Array Formula
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    MrExcel MVP Mark O'Brien's Avatar
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    I'm seeing a lot of array formulas posted here these days.

    Out of interest, is there any kind of guideline as to when array formulas will cause a GPF in Excel?

    EDIT:: For example, I tried a couple of array formulas in a blank workbook and rather unscientifically crashed excel by copying the formula down past row 4000.
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    [ This Message was edited by: Mark O'Brien on 2002-04-09 12:43 ]

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    I'm afraid to ask, but what's GPF?

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    MrExcel MVP Mark O'Brien's Avatar
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    General Protection Fault.

    Excel go bye bye taking data with it.

    For example, I tried your Array Formula for that 9*1 + 8*2 etc etc problem, then I copied A1:B1 all the way down to row A4300:B4300. It wasn't actually a GPF, but it did return a memory error and Excel died. *sniff.

    http://www.mrexcel.com/board/viewtop...4558&forum=2&3

    This was the formula I used.

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    [ This Message was edited by: Mark O'Brien on 2002-04-09 12:47 ]

    [ This Message was edited by: Mark O'Brien on 2002-04-09 12:48 ]

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    In my 18 some years of using Excel I don't believe that I've ever crashed Excel with an array formula, but then I haven't tried to populate all 16,777,216 cells with data either.

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    MrExcel MVP Mark O'Brien's Avatar
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    I just know that you should use them judiciously and it's not recommended to throw them in a spreadsheet willy nilly.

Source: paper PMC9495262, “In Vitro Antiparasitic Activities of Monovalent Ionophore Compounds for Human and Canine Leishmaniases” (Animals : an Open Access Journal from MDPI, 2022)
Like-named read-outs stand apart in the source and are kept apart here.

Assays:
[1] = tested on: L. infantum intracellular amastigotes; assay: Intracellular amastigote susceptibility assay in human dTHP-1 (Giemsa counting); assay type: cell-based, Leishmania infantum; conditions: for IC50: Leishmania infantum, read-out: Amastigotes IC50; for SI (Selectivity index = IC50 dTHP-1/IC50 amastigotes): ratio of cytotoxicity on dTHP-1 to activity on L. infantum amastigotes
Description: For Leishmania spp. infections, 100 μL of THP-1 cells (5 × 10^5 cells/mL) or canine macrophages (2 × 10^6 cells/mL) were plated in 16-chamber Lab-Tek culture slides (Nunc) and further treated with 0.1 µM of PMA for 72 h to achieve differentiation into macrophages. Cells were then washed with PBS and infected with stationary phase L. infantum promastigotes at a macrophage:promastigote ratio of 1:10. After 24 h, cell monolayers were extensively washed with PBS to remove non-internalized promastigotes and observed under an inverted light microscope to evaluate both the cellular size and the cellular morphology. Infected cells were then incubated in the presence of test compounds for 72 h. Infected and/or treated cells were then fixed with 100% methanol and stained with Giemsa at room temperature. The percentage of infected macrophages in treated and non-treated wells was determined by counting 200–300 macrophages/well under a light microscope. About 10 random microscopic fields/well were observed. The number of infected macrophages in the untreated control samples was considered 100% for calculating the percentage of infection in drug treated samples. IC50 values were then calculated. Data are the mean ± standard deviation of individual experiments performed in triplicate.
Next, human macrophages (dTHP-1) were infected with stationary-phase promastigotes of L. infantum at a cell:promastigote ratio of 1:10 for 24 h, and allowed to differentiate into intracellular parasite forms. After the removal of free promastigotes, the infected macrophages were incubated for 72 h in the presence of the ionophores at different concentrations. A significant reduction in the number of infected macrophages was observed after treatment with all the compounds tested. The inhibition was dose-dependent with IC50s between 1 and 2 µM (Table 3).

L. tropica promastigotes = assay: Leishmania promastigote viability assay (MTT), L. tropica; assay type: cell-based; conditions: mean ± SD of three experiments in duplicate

I am the kind of person that tries to fill in 16,777,216 cells with data, just to see what happens. (usually the machine freezes for a day or so, sometimes it results in a small electrical fire)

    Actually, it would take over a day, I think I once worked out how long it would take using VBA.



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    MrExcel MVP Mark O'Brien's Avatar
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    This doesn't really answer my question, but here's what I pulled from the Knowledge Base:

    http://support.microsoft.com/search/...;en-us;Q256567

    65,472 which is 65,536 minus 64 is the maximum in XL2000.

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    On 2002-04-09 12:53, Mark O'Brien wrote:
    I just know that you should use them judiciously and it's not recommended to throw them in a spreadsheet willy nilly.
    Really, the only thing that you need to guard against is the excessive use of array formulas that are directly or indirectly dependant upon cells whose formulas are volatile (e.g., OFFSET, NOW, etc. -- see http://www.decisionmodels.com/calcsecretsi.htm for more). Such formulas can set off a cascade of recalculations that can involve array formulas themselves and lead to excessive recalculation time.

    Once this is understood the problem is manageable. Like most computing problems there are tradeoffs among speed, size, and capability. Beware of naysayers who deal in absolutes!

    [ This Message was edited by: Mark W. on 2002-04-09 15:59 ]

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